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Rainhill Kase Ha Shotokan Karate Academy

Dojo Kun and Niju Kun

Dojo Kun

Dojo Kun is a Japanese term literally meaning training hall rules. In Shotokan Karate, Dojo Kun serves as a set of five principles, formulated by Master Gichin Funakoshi, as a guide to become the ideal karateka. The purpose of Dojo Kun is to remind students that the physical, mental, and spiritual aspects of their karate training, must also extend beyond the dojos. Essentially, in order to obtain the true benefits of Shotokan Karate, each student must take the underlying principals of the art form and make them a part of their daily life. The following Dojo Kun is taken from the The Twenty Guiding Principles of Karate by Master Funakoshi,







The following explanations set out the meaning of the Dojo Kun.

  1. Seek Perfection of Character (Character):
    • This means that the art of karate is more than just physical.
    • All beginners, especially the young, should be taught the importance of character building through discipline and rigorous training.
    • For the beginner, the character building process begins with perfecting techniques through repetition.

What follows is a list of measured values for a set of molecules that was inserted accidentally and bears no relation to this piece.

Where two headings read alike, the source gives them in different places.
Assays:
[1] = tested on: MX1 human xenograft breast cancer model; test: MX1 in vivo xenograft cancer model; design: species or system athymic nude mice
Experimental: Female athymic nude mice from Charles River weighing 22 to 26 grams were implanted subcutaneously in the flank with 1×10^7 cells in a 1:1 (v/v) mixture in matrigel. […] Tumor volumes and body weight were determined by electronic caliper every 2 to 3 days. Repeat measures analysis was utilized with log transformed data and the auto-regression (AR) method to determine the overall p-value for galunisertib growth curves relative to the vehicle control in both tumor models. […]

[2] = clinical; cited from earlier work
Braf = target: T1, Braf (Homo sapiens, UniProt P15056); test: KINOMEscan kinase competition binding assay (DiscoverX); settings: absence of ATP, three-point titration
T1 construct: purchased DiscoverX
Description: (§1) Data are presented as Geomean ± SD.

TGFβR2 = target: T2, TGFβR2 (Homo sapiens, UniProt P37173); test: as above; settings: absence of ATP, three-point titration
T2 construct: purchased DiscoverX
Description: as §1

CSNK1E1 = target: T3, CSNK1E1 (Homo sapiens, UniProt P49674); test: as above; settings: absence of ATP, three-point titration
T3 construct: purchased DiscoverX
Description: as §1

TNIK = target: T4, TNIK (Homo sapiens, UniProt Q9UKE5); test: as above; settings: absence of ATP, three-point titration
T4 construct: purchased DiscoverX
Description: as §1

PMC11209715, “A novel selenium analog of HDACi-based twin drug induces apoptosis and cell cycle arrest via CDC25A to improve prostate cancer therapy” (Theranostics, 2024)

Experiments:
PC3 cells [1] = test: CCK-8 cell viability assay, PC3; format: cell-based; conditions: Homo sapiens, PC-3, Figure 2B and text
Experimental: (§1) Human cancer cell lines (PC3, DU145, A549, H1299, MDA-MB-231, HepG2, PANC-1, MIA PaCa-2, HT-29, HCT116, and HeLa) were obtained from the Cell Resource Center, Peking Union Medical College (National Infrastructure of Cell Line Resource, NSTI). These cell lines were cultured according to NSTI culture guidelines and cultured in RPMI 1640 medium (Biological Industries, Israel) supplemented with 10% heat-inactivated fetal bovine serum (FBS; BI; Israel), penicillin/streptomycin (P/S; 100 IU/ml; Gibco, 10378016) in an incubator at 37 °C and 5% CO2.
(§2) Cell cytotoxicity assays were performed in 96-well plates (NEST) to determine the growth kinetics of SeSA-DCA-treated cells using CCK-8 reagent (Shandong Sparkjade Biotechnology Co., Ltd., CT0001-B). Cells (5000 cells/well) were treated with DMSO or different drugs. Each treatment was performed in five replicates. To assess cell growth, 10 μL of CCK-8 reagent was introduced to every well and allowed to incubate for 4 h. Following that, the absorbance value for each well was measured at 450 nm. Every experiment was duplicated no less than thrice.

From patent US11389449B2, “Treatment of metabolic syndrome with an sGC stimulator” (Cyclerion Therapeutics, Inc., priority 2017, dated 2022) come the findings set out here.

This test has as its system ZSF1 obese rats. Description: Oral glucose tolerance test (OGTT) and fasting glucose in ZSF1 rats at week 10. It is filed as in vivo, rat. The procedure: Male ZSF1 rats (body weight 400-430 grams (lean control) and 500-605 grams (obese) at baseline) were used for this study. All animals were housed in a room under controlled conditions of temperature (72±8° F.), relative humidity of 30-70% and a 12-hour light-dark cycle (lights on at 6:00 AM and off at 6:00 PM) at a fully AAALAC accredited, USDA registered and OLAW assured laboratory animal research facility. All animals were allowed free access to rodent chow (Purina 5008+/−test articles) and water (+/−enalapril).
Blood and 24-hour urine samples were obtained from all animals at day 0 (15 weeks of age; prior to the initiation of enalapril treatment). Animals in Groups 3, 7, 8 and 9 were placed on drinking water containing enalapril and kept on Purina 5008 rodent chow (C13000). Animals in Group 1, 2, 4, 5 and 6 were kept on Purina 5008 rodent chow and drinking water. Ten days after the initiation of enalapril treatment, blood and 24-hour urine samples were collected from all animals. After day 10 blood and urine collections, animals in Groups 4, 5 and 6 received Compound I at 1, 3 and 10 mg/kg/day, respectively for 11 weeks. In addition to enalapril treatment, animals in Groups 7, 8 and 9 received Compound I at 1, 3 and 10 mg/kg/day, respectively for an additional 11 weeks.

• The spirit to fight will be achieved as one gains more confidence through development of stronger techniques.
    • Train to bring out the spirit, not only to fight but to overcome personal problems especially in times of sickness, domestic crisis or business problems.
    • It is a long path to develop these spiritual values but once the concept is understood and experienced it will provide a lifetime benefit of inner strength and peace.
  2. Be Faithful (Loyalty):
    • To be faithful is a strong samurai tradition and an extension of the Confucius influence on the family and martial arts.
    • The faith to be shown is in your sensei and dojo.
    • The student must always be faithful to his sensei and follow in much the same way as a medieval samurai was bound to follow his feudal lord to the death without hesitation. While this may seem unusual in the present day, it is unreasonable to expect a sensei to teach all he knows to a student who is likely to leave for the slightest reason.
    • The student must prove his loyalty over the years.
    • The faith and loyalty extended to the sensei will be rewarded, in that a greater amount of knowledge and wisdom will be passed on to the student and this bond between sensei and student is extremely valuable and is the basis of the learning relationship.